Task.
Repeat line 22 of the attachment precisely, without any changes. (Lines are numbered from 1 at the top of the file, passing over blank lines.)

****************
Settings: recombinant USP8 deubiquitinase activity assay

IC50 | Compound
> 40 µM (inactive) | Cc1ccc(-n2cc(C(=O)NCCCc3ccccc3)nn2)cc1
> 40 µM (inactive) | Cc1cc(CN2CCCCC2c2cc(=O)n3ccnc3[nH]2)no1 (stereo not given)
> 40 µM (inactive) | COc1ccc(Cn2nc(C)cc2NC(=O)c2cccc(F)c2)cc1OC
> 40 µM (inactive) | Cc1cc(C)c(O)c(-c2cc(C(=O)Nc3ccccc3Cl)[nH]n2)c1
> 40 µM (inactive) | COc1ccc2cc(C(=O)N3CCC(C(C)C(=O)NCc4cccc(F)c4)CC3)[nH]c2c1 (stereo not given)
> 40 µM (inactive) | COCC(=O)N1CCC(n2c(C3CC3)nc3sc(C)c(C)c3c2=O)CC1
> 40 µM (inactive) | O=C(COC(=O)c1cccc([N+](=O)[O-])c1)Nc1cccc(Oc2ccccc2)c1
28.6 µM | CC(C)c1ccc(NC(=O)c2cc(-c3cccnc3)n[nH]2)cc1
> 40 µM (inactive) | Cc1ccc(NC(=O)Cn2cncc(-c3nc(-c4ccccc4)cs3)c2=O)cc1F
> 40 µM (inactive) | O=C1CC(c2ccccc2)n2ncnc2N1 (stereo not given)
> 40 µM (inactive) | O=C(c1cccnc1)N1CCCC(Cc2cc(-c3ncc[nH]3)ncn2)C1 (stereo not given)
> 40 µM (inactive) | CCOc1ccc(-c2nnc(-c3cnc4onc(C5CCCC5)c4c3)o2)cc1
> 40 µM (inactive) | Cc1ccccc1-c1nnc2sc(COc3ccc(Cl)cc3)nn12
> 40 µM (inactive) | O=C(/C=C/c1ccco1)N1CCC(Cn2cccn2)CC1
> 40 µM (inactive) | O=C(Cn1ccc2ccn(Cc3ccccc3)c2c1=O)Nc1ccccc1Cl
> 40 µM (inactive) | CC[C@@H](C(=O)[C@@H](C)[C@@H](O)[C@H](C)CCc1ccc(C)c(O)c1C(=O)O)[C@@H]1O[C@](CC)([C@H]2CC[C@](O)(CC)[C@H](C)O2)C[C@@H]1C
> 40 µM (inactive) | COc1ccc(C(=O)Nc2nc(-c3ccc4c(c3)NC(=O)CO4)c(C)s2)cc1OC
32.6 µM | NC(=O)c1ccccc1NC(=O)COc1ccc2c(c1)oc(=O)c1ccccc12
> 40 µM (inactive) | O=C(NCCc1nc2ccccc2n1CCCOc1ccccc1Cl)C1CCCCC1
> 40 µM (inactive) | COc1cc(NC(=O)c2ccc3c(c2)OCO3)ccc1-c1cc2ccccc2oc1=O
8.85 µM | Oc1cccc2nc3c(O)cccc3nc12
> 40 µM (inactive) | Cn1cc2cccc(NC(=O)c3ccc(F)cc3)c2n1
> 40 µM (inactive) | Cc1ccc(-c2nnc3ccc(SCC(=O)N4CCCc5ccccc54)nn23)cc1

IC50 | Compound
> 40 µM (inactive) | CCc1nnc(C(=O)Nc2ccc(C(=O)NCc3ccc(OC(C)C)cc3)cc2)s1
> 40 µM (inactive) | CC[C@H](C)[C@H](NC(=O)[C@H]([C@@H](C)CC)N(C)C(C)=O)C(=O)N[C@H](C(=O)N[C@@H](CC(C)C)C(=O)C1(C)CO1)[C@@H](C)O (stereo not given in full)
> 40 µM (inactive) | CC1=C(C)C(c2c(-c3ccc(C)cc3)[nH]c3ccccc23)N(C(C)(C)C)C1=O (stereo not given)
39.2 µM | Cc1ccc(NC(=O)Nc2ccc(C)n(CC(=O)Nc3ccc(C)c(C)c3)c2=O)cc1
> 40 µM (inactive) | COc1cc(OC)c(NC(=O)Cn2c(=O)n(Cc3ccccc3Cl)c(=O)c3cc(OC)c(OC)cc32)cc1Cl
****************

> 40 µM (inactive) | COc1cc(NC(=O)c2ccc3c(c2)OCO3)ccc1-c1cc2ccccc2oc1=O